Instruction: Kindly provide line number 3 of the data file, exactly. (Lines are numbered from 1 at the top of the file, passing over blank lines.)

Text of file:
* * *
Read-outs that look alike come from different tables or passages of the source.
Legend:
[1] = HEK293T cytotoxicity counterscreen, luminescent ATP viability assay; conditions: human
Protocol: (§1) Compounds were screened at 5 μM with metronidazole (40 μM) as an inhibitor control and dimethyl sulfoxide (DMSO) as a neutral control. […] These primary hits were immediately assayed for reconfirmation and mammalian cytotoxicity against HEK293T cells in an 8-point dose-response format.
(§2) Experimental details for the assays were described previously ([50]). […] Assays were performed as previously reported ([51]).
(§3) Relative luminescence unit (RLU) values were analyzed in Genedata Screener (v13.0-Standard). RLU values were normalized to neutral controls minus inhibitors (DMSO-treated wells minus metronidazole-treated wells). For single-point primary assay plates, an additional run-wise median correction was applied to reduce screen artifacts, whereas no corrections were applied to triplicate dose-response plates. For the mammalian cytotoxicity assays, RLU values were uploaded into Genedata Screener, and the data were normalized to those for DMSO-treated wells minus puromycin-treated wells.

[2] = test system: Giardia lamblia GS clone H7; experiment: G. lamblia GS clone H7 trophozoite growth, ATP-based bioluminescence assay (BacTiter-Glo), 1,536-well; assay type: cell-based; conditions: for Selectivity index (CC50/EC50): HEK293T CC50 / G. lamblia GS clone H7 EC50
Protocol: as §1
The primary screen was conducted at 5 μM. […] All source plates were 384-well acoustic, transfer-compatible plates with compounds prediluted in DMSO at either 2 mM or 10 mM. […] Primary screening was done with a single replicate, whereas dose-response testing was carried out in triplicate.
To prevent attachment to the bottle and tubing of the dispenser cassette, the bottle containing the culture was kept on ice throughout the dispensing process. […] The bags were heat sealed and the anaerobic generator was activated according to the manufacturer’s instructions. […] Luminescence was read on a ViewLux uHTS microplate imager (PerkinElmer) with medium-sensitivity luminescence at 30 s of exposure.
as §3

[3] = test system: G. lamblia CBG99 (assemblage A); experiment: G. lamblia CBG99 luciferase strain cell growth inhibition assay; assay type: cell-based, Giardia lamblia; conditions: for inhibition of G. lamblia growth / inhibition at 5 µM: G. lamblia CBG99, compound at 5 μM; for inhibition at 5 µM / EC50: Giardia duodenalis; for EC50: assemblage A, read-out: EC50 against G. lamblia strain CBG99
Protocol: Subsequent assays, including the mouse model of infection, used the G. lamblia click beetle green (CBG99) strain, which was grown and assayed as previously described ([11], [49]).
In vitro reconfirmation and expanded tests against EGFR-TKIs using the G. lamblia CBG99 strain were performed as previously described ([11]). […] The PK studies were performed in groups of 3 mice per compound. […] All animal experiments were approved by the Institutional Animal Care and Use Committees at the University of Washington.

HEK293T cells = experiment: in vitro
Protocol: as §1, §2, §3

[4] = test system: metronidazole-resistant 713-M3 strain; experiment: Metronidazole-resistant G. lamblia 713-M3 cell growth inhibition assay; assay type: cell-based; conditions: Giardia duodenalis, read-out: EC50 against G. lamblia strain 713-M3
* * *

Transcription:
[1] = HEK293T cytotoxicity counterscreen, luminescent ATP viability assay; conditions: human